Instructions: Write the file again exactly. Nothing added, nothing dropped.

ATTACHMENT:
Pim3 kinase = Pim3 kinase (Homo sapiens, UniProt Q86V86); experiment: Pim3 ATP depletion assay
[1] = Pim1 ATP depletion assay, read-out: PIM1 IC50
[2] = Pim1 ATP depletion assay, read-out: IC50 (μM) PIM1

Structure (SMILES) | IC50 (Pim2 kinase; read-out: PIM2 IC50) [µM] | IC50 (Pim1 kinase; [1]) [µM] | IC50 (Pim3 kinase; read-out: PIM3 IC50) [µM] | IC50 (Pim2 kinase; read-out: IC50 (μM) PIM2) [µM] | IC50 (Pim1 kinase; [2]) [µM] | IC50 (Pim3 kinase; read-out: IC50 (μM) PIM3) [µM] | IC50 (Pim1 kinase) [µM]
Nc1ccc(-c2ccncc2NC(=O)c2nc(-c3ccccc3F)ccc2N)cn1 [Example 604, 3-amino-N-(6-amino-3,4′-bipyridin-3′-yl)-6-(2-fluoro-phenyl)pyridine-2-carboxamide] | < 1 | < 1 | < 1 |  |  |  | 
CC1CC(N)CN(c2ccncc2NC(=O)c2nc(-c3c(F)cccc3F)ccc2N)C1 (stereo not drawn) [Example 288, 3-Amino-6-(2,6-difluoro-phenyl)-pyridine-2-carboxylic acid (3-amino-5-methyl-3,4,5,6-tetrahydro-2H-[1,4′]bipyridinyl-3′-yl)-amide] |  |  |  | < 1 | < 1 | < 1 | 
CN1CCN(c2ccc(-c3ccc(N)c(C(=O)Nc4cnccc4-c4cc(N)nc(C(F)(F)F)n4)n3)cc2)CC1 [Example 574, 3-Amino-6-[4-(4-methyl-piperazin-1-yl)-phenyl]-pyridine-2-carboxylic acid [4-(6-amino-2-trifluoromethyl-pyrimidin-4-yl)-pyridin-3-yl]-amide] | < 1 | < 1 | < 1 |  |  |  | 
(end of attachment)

Pim3 kinase = Pim3 kinase (Homo sapiens, UniProt Q86V86); experiment: Pim3 ATP depletion assay
[1] = Pim1 ATP depletion assay, read-out: PIM1 IC50
[2] = Pim1 ATP depletion assay, read-out: IC50 (μM) PIM1

Structure (SMILES) | IC50 (Pim2 kinase; read-out: PIM2 IC50) [µM] | IC50 (Pim1 kinase; [1]) [µM] | IC50 (Pim3 kinase; read-out: PIM3 IC50) [µM] | IC50 (Pim2 kinase; read-out: IC50 (μM) PIM2) [µM] | IC50 (Pim1 kinase; [2]) [µM] | IC50 (Pim3 kinase; read-out: IC50 (μM) PIM3) [µM] | IC50 (Pim1 kinase) [µM]
Nc1ccc(-c2ccncc2NC(=O)c2nc(-c3ccccc3F)ccc2N)cn1 [Example 604, 3-amino-N-(6-amino-3,4′-bipyridin-3′-yl)-6-(2-fluoro-phenyl)pyridine-2-carboxamide] | < 1 | < 1 | < 1 |  |  |  | 
CC1CC(N)CN(c2ccncc2NC(=O)c2nc(-c3c(F)cccc3F)ccc2N)C1 (stereo not drawn) [Example 288, 3-Amino-6-(2,6-difluoro-phenyl)-pyridine-2-carboxylic acid (3-amino-5-methyl-3,4,5,6-tetrahydro-2H-[1,4′]bipyridinyl-3′-yl)-amide] |  |  |  | < 1 | < 1 | < 1 | 
CN1CCN(c2ccc(-c3ccc(N)c(C(=O)Nc4cnccc4-c4cc(N)nc(C(F)(F)F)n4)n3)cc2)CC1 [Example 574, 3-Amino-6-[4-(4-methyl-piperazin-1-yl)-phenyl]-pyridine-2-carboxylic acid [4-(6-amino-2-trifluoromethyl-pyrimidin-4-yl)-pyridin-3-yl]-amide] | < 1 | < 1 | < 1 |  |  |  | 